Teamsters Local 237 union president Gregory Floyd stood by and expanded on recent public comments he made about safety concerns presented by the city’s migrant shelters, including claims that gang members were among those staying in such facilities.
The union’s representation of 24,000 local government agency employees includes unarmed peace officers such as school safety agents. Some members are security staff at city homeless shelters where asylum seekers are placed, but there are none at the Humanitarian Emergency Response and Relief Centers (HERRCs) that are directly designated to house the city’s incoming migrants.
“I’m not going to have a discussion with the city about a better arrangement. It’s not my place to have a discussion with the city,” said Floyd to the Amsterdam News. “I made my opinion known and the city has opened up shelters outside of where our members work, and our members are not employed there, so we’re fine with the current arrangement.”
Such an arrangement includes Health + Hospitals (H+H) opening up bids for security staffing at the HERRCs by private, non-union vendors earlier this month. The contract is expected to start in October.
According to Floyd, his anxieties about gang members at such facilities stem from a single altercation between a Teamster security guard and a migrant, who other shelter residents later warned was an MS-13 gang member before coming to the United States. But Floyd argues that his comments aren’t intended to demonize or generalize migrants.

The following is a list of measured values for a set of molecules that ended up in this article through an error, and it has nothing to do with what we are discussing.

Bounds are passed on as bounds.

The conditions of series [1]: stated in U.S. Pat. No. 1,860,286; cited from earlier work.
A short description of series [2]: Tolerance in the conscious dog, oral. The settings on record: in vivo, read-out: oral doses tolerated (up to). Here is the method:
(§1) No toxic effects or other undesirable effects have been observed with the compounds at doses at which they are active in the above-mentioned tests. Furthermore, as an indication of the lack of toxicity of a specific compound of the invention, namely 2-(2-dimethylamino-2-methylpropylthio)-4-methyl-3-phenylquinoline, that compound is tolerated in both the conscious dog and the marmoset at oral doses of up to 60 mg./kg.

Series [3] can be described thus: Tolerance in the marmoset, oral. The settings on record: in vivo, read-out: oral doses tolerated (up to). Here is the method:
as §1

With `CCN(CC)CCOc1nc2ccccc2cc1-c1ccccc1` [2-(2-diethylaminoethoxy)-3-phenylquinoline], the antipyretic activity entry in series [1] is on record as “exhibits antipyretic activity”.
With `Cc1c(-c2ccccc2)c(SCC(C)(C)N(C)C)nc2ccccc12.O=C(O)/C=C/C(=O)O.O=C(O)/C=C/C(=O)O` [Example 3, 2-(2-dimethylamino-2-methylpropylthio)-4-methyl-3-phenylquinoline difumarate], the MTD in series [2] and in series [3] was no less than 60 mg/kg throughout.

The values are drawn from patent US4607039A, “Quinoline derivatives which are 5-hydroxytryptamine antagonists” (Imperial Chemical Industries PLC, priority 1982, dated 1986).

Floyd added that union members are not trained to work in migrant shelters, nor “do they speak the same language[s] as the migrants.” There’s a specific emphasis in the city’s request for proposals on seeking staff who speak Spanish, Wolof, French, and Creole, along with Russian, Turkish, and Georgian.
Last year, southern border states began busing significant migrant populations to New York City, leading to the creation of multiple HERRCs, including the now-defunct “tent city” on Randall’s Island. The arrivals grew in number due to the end of Title 42—a Trump-era policy preventing the legal right to asylum under the pretense of COVID-19 spread—earlier this summer.
Anthony Gentile, associate director of the John Jay College Center for Private Security and Safety, said Floyd’s comments bely a potential for underlying concerns over unarmed guards thrust into an unfamiliar environment, along with the hefty, around-the-clock duties required to oversee a migrant shelter. He pointed to a blend of school safety agents and NYPD officers at New York City schools as a potential short-term model for migrant shelters, although he acknowledged the current police staffing issues.
“The [school resource officers] are being supported by the public safety officer in a school environment, and I believe that would be the most effective and best way forward for the shelters, at least initially,” said Gentile.
The Request for Proposals details security duties at HERRCs as 24/7 coverage without gaps “even in the event of call outs, holidays, extreme weather scenarios, or other possible disruptions.” An exact number of staff was not divulged. Instead, manpower (and womanpower) requirements for security teams will be determined after vendors tour the shelters with H + H personnel.
Tandy Lau is a Report for America corps member and writes about public safety for the Amsterdam News. Your donation to match our RFA grant helps keep him writing stories like this one; please consider making a tax-deductible gift of any amount today by visiting https://bit.ly/amnews1.